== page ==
Institute for Healing Arts Research : Director, Andrew Kochan, M.D.
Clinical Specialties: Apitherapy

Propolis has been used medicinally for its antiseptic, antimicrobial, and detoxifying properties for centuries. Many cultures have relied on it to heal a wide variety of wounds. Propolis, also known as “Russian penicillin" or "bee glue", is a sticky substance that bees make from tree resins. Bees keep their hive sterile by coating the inside of the hive with it, preventing the spread of bacteria and fungi that would be detrimental to the well being of the colony. Propolis from different regions exhibit slightly different properties depending on the types of tree and plant resins available in the area. All propolis includes multiple bioflavinoids.

In many countries where antibiotics are not widely available, it is a common practice to wash, gargle, or irrigate with propolis. Used as an antiseptic, propolis is able to prevent the growth of bacteria and also promote the healing process. Propolis is also commonly taken as a remedy for sore throats. It is used topically in salves for cuts, burns and lesions of the skin that have not healed. Used as a mouthwash, propolis is able to prevent bad breath, gingivitis, tooth decay and gum disease. It contains flavonoid compounds known for their antioxidant activity as well as tissue strengthening and regenerative effects. A 1994 study performed in Poland demonstrated the strong anti-aging effects of propolis when mice given propolis were found to live longer than a control group.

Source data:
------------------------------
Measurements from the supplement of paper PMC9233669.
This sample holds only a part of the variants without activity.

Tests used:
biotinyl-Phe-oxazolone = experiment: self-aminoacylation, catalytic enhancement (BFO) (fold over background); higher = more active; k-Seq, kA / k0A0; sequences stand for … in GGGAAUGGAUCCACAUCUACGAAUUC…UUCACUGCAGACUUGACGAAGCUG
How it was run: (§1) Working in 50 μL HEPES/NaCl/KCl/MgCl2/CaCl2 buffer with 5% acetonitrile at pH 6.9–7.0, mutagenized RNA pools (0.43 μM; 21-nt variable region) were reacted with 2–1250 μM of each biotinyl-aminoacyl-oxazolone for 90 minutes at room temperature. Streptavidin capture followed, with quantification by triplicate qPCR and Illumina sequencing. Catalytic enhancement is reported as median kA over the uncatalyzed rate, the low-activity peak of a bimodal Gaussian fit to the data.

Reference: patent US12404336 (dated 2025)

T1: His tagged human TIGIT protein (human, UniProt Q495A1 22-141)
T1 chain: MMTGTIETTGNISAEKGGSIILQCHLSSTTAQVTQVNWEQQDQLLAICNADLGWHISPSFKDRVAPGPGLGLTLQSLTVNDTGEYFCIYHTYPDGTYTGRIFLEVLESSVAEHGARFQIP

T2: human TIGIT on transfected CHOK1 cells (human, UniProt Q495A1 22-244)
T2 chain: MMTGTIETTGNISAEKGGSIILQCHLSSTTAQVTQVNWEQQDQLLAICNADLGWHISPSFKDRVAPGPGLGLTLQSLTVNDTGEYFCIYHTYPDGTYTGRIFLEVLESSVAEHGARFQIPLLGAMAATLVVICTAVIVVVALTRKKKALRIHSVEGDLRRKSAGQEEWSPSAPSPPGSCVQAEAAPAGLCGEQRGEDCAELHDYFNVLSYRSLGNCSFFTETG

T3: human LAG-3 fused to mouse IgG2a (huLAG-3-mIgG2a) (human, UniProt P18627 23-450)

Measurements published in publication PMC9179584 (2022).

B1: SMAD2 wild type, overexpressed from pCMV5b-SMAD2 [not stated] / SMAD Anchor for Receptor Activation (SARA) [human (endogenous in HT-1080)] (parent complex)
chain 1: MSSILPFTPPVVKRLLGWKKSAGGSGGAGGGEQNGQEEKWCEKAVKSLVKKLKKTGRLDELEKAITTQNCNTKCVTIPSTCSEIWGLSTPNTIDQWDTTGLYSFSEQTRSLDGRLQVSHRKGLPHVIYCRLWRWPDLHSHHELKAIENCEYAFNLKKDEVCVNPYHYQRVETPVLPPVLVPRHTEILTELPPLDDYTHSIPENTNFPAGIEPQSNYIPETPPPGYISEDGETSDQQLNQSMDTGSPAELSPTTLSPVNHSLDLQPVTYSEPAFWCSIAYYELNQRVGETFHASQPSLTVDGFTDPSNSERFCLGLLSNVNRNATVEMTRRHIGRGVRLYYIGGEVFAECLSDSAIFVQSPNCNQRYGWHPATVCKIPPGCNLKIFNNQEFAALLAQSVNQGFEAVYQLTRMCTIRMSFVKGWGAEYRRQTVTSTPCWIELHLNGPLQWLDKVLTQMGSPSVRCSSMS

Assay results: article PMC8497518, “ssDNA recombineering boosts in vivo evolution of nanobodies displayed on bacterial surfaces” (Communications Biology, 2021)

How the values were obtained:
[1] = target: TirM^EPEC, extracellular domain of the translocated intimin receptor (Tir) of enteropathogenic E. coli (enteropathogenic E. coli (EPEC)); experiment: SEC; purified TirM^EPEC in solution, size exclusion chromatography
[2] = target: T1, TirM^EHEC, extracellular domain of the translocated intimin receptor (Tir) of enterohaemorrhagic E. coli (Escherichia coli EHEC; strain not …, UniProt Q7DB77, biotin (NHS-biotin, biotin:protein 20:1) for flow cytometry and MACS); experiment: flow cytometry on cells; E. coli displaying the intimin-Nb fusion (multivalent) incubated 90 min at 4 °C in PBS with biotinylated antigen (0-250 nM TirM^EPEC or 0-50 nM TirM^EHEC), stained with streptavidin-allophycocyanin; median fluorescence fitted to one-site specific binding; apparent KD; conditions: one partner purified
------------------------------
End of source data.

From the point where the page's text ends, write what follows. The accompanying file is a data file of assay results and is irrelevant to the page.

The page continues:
Propolis is capable of acting as an anti-inflammatory as well. It helps with arthritis, boils, acne, asthma, dermatitis, ulcers, and inflammatory bowel diseases. Propolis has also been found to have antimutagenic effects too, which can aid in the prevention of cancer, and can also ameliorate the side effects of chemo and radiation therapies especially when given with royal jelly.

Also in this Section: 


Copyright © 2001-2010 Institute for Healing Arts Research : Site by Impakt Media